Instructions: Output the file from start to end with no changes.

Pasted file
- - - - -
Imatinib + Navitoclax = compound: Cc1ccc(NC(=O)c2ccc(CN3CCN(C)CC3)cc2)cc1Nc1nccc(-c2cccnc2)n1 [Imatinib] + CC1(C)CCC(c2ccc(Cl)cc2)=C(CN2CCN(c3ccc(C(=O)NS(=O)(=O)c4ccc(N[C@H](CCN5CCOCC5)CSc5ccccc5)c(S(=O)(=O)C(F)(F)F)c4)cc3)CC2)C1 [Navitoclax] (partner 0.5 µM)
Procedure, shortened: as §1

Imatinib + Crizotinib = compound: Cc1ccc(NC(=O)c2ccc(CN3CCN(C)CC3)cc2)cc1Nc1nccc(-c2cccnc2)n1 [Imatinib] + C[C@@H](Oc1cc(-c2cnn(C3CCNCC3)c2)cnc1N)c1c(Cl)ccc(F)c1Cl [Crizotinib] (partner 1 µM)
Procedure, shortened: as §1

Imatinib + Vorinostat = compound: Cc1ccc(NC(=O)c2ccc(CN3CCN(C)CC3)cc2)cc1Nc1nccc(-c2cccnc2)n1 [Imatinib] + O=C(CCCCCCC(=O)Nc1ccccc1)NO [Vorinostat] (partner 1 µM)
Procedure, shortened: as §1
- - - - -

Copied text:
Imatinib + Navitoclax = compound: Cc1ccc(NC(=O)c2ccc(CN3CCN(C)CC3)cc2)cc1Nc1nccc(-c2cccnc2)n1 [Imatinib] + CC1(C)CCC(c2ccc(Cl)cc2)=C(CN2CCN(c3ccc(C(=O)NS(=O)(=O)c4ccc(N[C@H](CCN5CCOCC5)CSc5ccccc5)c(S(=O)(=O)C(F)(F)F)c4)cc3)CC2)C1 [Navitoclax] (partner 0.5 µM)
Procedure, shortened: as §1

Imatinib + Crizotinib = compound: Cc1ccc(NC(=O)c2ccc(CN3CCN(C)CC3)cc2)cc1Nc1nccc(-c2cccnc2)n1 [Imatinib] + C[C@@H](Oc1cc(-c2cnn(C3CCNCC3)c2)cnc1N)c1c(Cl)ccc(F)c1Cl [Crizotinib] (partner 1 µM)
Procedure, shortened: as §1

Imatinib + Vorinostat = compound: Cc1ccc(NC(=O)c2ccc(CN3CCN(C)CC3)cc2)cc1Nc1nccc(-c2cccnc2)n1 [Imatinib] + O=C(CCCCCCC(=O)Nc1ccccc1)NO [Vorinostat] (partner 1 µM)
Procedure, shortened: as §1